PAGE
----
The Terrorists Next Door?

An FBI agent spends years investigating Middle Eastern men in Northern Virginia who want to sell guns, buy phony visas, and offer to procure a missile launcher. Are they terrorists—or just criminals talking big?

By: Harry Jaffe

Pete Ashooh is about as old school as an FBI agent gets. From the buzz cut to the thin smile to the sensible black shoes, he’s the archetypal gumshoe—Dragnet’s Jack Webb. With one difference: Ashooh is of Lebanese descent.

He drives the streets of the capital in a silver Dodge. The trunk usually holds an MP-5 submachine gun and a few bulletproof vests. “I keep my baby Glock in my gear bag,” he says one day as we cruise across the Potomac River.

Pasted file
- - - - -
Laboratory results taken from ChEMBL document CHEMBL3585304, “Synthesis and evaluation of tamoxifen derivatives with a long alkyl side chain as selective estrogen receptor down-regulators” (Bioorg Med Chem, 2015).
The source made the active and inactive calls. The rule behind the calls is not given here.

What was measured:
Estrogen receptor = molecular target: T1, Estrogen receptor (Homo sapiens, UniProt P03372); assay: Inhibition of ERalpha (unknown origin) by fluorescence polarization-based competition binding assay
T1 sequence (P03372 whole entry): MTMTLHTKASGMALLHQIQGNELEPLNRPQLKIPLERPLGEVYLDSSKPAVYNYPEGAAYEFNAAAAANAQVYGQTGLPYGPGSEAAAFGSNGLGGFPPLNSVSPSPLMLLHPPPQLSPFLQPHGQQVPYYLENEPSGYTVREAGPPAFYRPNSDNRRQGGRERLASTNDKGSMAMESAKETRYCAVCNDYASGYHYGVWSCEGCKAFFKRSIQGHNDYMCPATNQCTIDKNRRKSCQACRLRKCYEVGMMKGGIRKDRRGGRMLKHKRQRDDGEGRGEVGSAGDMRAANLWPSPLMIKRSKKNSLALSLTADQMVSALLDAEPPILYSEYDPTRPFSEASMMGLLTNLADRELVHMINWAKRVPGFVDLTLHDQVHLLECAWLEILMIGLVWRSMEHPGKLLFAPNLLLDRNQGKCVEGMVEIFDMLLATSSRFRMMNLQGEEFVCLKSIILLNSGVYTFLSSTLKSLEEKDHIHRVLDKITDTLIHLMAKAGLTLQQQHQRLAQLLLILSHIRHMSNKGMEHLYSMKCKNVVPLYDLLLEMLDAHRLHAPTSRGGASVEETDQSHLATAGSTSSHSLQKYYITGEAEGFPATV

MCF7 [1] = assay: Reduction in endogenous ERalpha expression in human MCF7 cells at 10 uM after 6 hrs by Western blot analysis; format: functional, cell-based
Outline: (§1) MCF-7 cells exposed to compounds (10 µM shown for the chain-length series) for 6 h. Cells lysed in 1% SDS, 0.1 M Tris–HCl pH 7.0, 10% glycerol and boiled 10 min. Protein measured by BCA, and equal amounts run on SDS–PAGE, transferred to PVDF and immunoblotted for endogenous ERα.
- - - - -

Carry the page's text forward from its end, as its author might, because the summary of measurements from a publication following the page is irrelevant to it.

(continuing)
In early 2002, Ashooh was summoned to a meeting at the US Attorney’s office in Alexandria. The interview room had bare walls, no windows, a conference table. Seated there was a young man who also traces his origins to the Middle East. He was wearing an orange prison jumpsuit, serving time on an embezzlement rap.

For his protection, we’ll call him Youssef.

The inmate had asked to meet with Ashooh. A prisonmate was one of the men who had helped the 9/11 hijackers get fake driver’s licenses. Ashooh had investigated them as accessories to the hijackings and gathered evidence to jail them. His affidavits on the case became part of the 9/11 Commission report.

Now Youssef told Ashooh he remembered seeing his prisonmate at a mosque in Arlington. He had seen him again at a Virginia Department of Motor Vehicles office. He suspected that the DMV agent had helped the man get licenses. Could his tips be useful?

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